Every year, U.S. Citizenship and Immigration Services (USCIS) opens up the filing period during which employers can submit petitions for new H-1B workers . . . and every year, the window of opportunity closes very soon after. This year, USCIS will begin accepting petitions for workers who are subject to the fiscal year (FY) 2014 cap on Monday, April 1, 2013.
The reason this timing is so important is that only 65,000 new H-1B visas (or status changes) can be given out per year, unless the worker falls into an exempt category. And of those 65,000, up to 6,800 are set aside for H-1B applicants under the U.S.-Chile and U.S.-Singapore Free Trade Agreements.
The most important exemption from this cap applies to the first 20,000 H-1B petitions filed for workers who have U.S. master’s degree or higher. Other widely used exemptions are available to H-1B applicants who will work at either institutions of higher education or related or affiliated nonprofit entities, nonprofit research organizations, or governmental research organizations.
Even with the exemptions, there is stiff competition for those 65,000 spots — more demand than supply. In fact, USCIS expects to receive more than 65,000 petitions within less than a week, by April 5, 2013. The agency will notify the public as soon as it has received 65,000 petitions subject to the cap, and reject petitions submitted afterward. For any petitions that come in over the 65,000 but before USCIS’s announcement cutting off filings, USCIS plans to use a lottery system to select which ones will be processed.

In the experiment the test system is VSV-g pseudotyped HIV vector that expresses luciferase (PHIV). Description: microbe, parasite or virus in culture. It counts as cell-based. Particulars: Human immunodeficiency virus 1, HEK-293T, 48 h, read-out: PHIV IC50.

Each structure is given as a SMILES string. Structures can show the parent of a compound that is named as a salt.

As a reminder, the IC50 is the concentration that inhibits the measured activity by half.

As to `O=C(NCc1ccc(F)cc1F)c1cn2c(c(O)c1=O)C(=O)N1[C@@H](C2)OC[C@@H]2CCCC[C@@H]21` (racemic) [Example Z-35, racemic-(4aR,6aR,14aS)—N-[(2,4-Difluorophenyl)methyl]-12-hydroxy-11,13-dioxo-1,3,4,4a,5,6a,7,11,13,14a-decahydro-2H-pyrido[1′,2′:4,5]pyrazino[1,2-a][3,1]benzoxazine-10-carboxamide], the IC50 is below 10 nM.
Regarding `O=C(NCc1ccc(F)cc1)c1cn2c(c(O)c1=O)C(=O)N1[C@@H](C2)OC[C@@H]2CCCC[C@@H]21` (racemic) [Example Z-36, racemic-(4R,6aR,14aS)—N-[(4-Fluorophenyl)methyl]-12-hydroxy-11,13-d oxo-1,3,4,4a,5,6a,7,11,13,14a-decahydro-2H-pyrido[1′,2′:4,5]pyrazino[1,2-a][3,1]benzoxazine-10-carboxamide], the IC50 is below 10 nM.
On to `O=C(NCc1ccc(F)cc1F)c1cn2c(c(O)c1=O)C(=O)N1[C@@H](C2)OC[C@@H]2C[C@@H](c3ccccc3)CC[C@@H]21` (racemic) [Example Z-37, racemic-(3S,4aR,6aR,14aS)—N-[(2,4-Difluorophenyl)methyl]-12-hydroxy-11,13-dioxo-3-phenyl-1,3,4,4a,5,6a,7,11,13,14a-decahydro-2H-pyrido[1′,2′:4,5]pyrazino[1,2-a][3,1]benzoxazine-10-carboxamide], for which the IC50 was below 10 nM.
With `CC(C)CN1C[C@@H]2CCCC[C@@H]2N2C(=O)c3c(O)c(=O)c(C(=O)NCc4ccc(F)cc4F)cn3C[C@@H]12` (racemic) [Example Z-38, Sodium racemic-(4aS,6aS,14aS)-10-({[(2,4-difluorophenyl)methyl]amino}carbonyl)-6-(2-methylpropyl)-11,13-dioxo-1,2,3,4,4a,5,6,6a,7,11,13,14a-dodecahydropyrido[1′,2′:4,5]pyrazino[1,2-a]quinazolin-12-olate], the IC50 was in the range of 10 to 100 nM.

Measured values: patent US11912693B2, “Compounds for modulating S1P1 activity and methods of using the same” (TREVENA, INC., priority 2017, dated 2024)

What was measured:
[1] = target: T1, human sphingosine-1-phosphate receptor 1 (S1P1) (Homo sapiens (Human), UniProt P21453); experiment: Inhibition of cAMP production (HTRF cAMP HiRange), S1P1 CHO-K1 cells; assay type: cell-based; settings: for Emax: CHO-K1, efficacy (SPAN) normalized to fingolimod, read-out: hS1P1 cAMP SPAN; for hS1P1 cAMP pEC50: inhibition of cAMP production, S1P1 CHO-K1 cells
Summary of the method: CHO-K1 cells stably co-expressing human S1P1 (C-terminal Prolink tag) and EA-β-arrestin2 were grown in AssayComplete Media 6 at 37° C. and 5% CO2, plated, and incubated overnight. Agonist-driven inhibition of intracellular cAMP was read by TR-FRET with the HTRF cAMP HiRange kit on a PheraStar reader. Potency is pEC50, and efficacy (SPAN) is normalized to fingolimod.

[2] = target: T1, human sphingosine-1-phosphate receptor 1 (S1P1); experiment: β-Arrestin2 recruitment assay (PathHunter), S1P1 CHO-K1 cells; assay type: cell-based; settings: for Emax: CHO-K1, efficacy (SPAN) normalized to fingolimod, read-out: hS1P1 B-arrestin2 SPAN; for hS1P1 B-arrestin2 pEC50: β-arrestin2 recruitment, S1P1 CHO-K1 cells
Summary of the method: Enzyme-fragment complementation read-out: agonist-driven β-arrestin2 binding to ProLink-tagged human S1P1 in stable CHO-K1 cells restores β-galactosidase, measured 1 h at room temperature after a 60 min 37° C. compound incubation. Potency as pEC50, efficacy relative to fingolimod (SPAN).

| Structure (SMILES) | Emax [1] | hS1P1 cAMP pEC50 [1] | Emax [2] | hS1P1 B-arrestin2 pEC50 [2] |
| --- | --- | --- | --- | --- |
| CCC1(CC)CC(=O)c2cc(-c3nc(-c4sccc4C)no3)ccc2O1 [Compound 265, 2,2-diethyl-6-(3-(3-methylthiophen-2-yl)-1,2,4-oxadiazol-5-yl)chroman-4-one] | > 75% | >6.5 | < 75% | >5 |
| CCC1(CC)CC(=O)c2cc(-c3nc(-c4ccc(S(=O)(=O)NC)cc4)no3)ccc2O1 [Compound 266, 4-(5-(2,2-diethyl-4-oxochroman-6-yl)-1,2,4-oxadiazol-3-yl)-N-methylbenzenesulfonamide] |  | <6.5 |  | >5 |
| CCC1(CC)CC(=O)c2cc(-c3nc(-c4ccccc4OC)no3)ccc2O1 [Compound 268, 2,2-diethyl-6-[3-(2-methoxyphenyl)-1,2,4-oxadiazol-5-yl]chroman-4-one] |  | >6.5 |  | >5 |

USCIS is also making a temporary change to its premium processing service. Petitioners may still request premium processing, but they won’t receive a USCIS decision within the normal 15-day period. Instead, USCIS will begin counting the 15-day promised speedy processing period starting on April 15.
One of the most important topics to consider if you are hoping to petition for or get a job as an H-1B worker is whether the cap will be an issue, or whether some exemption or alternative is available. For details on this, see Nolo’s article, “When the H-1Bs Run Out: Alternative Visas and Strategies.”
And for the USCIS press release on this topic and other information on H-1B visas, see http://www.uscis.gov/h-1b_count.